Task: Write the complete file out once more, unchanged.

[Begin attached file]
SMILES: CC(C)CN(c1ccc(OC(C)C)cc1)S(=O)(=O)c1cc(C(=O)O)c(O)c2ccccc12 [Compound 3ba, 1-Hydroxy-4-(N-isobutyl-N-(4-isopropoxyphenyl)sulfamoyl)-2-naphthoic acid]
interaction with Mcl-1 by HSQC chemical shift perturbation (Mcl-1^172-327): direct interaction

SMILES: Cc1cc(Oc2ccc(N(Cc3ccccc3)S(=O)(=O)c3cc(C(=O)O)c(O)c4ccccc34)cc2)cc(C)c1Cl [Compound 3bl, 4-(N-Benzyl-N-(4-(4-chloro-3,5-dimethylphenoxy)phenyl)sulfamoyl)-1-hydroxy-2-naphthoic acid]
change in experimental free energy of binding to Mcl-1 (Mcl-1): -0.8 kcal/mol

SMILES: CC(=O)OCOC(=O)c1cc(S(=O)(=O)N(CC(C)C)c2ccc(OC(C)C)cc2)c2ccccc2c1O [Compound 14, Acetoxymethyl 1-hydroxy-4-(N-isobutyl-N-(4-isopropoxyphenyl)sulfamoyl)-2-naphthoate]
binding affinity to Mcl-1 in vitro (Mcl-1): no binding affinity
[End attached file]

SMILES: CC(C)CN(c1ccc(OC(C)C)cc1)S(=O)(=O)c1cc(C(=O)O)c(O)c2ccccc12 [Compound 3ba, 1-Hydroxy-4-(N-isobutyl-N-(4-isopropoxyphenyl)sulfamoyl)-2-naphthoic acid]
interaction with Mcl-1 by HSQC chemical shift perturbation (Mcl-1^172-327): direct interaction

SMILES: Cc1cc(Oc2ccc(N(Cc3ccccc3)S(=O)(=O)c3cc(C(=O)O)c(O)c4ccccc34)cc2)cc(C)c1Cl [Compound 3bl, 4-(N-Benzyl-N-(4-(4-chloro-3,5-dimethylphenoxy)phenyl)sulfamoyl)-1-hydroxy-2-naphthoic acid]
change in experimental free energy of binding to Mcl-1 (Mcl-1): -0.8 kcal/mol

SMILES: CC(=O)OCOC(=O)c1cc(S(=O)(=O)N(CC(C)C)c2ccc(OC(C)C)cc2)c2ccccc2c1O [Compound 14, Acetoxymethyl 1-hydroxy-4-(N-isobutyl-N-(4-isopropoxyphenyl)sulfamoyl)-2-naphthoate]
binding affinity to Mcl-1 in vitro (Mcl-1): no binding affinity